It's going to be my wife, our ten year old son and me. We have about three weeks. We are used to multi-week travelling by bike, but we are not a very fast crew. On a mostly flat profile, we would comfortably do around 50 miles per day. We can ride harder, but if I schedule 70 miles of hilly terrain for several weeks, my wife might dispose of me in a New England lake (with a bicycle tied to my feet...). We much prefer rail trails, bike paths and quiet country roads and are willing to take quite some detours to avoid busy roads. and to find a brewery. As a family, we try to avoid riding on the shoulder of more or less busy highways. We can do some altitude, if we have to, but again...several days of intense altitude and the lake&bike treatment beckons... We can handle gravel very well. Single track is ok, as long as it is not too steep/technical.

When researching the route between NYC and Montreal, you invariably stumble upon the Empire State Trail - https://empiretrail.ny.gov/map. Going south-north, that trail seems to fit our ticket quite well between NYC and Albany - Yorktown Heights, Brewster, Hopewell Junction, Poughkeepsie, New Paltz, Kingston... that seems to be mostly on dedicated trails/ bike paths. Between Kingston and Albany, the route seems to be on-road mostly, but still ok. North of Albany, the Empire Trail doesn't look that great...from Mechanicville to Hudson Falls it seems to be mostly on Highway 4. Going north from Ticonderoga, the route seems to stick to 9N, which, from the looks of street view , does also not look like a road that fits our preferred mode of cycling.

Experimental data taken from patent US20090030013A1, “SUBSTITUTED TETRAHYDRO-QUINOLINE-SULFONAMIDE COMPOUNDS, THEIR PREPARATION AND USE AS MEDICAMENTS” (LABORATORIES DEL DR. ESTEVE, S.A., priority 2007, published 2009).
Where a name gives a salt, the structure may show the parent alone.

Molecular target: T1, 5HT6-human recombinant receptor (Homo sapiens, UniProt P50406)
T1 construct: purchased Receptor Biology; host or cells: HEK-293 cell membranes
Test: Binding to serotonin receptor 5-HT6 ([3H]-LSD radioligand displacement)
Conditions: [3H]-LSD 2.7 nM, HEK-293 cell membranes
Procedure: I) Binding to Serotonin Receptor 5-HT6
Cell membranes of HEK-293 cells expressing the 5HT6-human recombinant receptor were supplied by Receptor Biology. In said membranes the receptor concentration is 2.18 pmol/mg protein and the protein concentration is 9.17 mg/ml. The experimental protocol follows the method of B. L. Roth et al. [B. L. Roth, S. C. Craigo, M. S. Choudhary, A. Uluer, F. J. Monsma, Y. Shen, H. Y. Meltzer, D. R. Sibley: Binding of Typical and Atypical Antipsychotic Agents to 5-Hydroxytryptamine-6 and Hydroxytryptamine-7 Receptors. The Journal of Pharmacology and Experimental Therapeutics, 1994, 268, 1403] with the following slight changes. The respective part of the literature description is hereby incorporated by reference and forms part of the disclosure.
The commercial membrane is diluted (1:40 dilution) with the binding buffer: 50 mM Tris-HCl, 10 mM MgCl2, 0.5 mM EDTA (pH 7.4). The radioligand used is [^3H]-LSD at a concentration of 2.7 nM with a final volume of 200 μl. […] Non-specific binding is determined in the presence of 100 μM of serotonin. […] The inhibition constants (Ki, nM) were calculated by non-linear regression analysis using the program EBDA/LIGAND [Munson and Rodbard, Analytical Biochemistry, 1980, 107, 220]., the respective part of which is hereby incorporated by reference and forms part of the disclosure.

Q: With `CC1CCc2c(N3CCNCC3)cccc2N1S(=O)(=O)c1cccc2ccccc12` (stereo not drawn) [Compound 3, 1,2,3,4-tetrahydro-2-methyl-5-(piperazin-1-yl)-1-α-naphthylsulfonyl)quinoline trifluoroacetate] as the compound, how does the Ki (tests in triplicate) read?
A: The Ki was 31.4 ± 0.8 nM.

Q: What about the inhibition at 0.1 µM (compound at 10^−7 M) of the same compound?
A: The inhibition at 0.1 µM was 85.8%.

Also, sticking to Lake Champlain makes sense for a straight shot to/from Montreal, but we are set to start in the vicinity of Sherbrooke, so further east...

Thanks to mdxix, I have found the information on the Western New England Greenway (https://wnegreenway.org/) the Vermont section (sticking to the eastern side of Lake Champlain) seems preferable to the Empire State Trail sticking to the western side of Lake Champlain. Stll, there seem to be some more or less busy roads. And again, this is north-south and ideal for Montreal-NYC, but we might enter Vermont somewhere around Newport....

I have also found the "VTX" gravel route on bikepacking.com (https://bikepacking.com/routes/vtxl/), which, by crossing Vermont from the northeast to the southwest, would fit quite nicely directions-wise...and it seems super scenic and nicely off-the-highways, but a total of 30k feet of climbing would again...yes, probably pond and bicycle. Honestly, that route leads over Stratton Mountain and I don't need that. If there were a slightly tuned-down version of this route....

So, I'm a bit lost and maybe you guys can help me. I have some questions but feel free to pitch in with some general observations as well:

1) Is my assessment of the stretch from NYC to Albany correct or too rosy? BikealiciousBabe seems to imply that Poughkeepsie is "not nice" - but maybe that doesn't refer to the trail I am talking about?

2) MDXIX recommends taking the Western New England Greenway from Norwalk, CT, up north. as the more scenic route. More scenic than 9W, I guess, but with the Empire State Trail having been improved in the last couple of years, wouldn't the stretch from NYC to Albany also be quite scenic? I mean, it seems that sticking roughly to the Hudson, there seems to be quite a lot to see and do... wrong assumption? I guess for an avid road biker who doesn't mind sticking to the shoulder of a not-super-busy highway, other options might prevail over the Empire State Trail, but with the abovementioned family set-up...